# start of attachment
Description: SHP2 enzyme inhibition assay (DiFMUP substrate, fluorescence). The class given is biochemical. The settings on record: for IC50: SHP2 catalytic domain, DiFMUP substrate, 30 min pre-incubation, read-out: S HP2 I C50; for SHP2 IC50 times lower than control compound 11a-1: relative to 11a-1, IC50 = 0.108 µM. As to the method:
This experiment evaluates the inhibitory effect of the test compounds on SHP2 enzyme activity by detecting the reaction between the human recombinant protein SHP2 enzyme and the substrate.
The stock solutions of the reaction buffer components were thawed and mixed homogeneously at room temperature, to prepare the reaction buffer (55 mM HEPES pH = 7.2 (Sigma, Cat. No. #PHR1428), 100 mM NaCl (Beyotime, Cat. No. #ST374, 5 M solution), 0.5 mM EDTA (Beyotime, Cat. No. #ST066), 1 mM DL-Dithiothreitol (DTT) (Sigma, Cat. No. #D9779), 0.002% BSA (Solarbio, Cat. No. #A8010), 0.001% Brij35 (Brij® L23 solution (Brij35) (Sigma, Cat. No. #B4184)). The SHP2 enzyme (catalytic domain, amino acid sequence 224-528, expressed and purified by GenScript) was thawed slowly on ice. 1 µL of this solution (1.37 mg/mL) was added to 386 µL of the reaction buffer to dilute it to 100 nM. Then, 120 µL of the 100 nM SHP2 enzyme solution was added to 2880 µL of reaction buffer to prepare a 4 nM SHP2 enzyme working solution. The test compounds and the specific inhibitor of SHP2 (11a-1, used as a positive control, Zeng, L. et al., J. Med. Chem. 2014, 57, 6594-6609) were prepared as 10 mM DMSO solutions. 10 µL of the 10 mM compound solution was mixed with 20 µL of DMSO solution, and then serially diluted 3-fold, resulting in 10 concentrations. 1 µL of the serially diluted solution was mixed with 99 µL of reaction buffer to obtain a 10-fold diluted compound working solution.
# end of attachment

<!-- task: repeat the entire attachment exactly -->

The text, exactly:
Description: SHP2 enzyme inhibition assay (DiFMUP substrate, fluorescence). The class given is biochemical. The settings on record: for IC50: SHP2 catalytic domain, DiFMUP substrate, 30 min pre-incubation, read-out: S HP2 I C50; for SHP2 IC50 times lower than control compound 11a-1: relative to 11a-1, IC50 = 0.108 µM. As to the method:
This experiment evaluates the inhibitory effect of the test compounds on SHP2 enzyme activity by detecting the reaction between the human recombinant protein SHP2 enzyme and the substrate.
The stock solutions of the reaction buffer components were thawed and mixed homogeneously at room temperature, to prepare the reaction buffer (55 mM HEPES pH = 7.2 (Sigma, Cat. No. #PHR1428), 100 mM NaCl (Beyotime, Cat. No. #ST374, 5 M solution), 0.5 mM EDTA (Beyotime, Cat. No. #ST066), 1 mM DL-Dithiothreitol (DTT) (Sigma, Cat. No. #D9779), 0.002% BSA (Solarbio, Cat. No. #A8010), 0.001% Brij35 (Brij® L23 solution (Brij35) (Sigma, Cat. No. #B4184)). The SHP2 enzyme (catalytic domain, amino acid sequence 224-528, expressed and purified by GenScript) was thawed slowly on ice. 1 µL of this solution (1.37 mg/mL) was added to 386 µL of the reaction buffer to dilute it to 100 nM. Then, 120 µL of the 100 nM SHP2 enzyme solution was added to 2880 µL of reaction buffer to prepare a 4 nM SHP2 enzyme working solution. The test compounds and the specific inhibitor of SHP2 (11a-1, used as a positive control, Zeng, L. et al., J. Med. Chem. 2014, 57, 6594-6609) were prepared as 10 mM DMSO solutions. 10 µL of the 10 mM compound solution was mixed with 20 µL of DMSO solution, and then serially diluted 3-fold, resulting in 10 concentrations. 1 µL of the serially diluted solution was mixed with 99 µL of reaction buffer to obtain a 10-fold diluted compound working solution.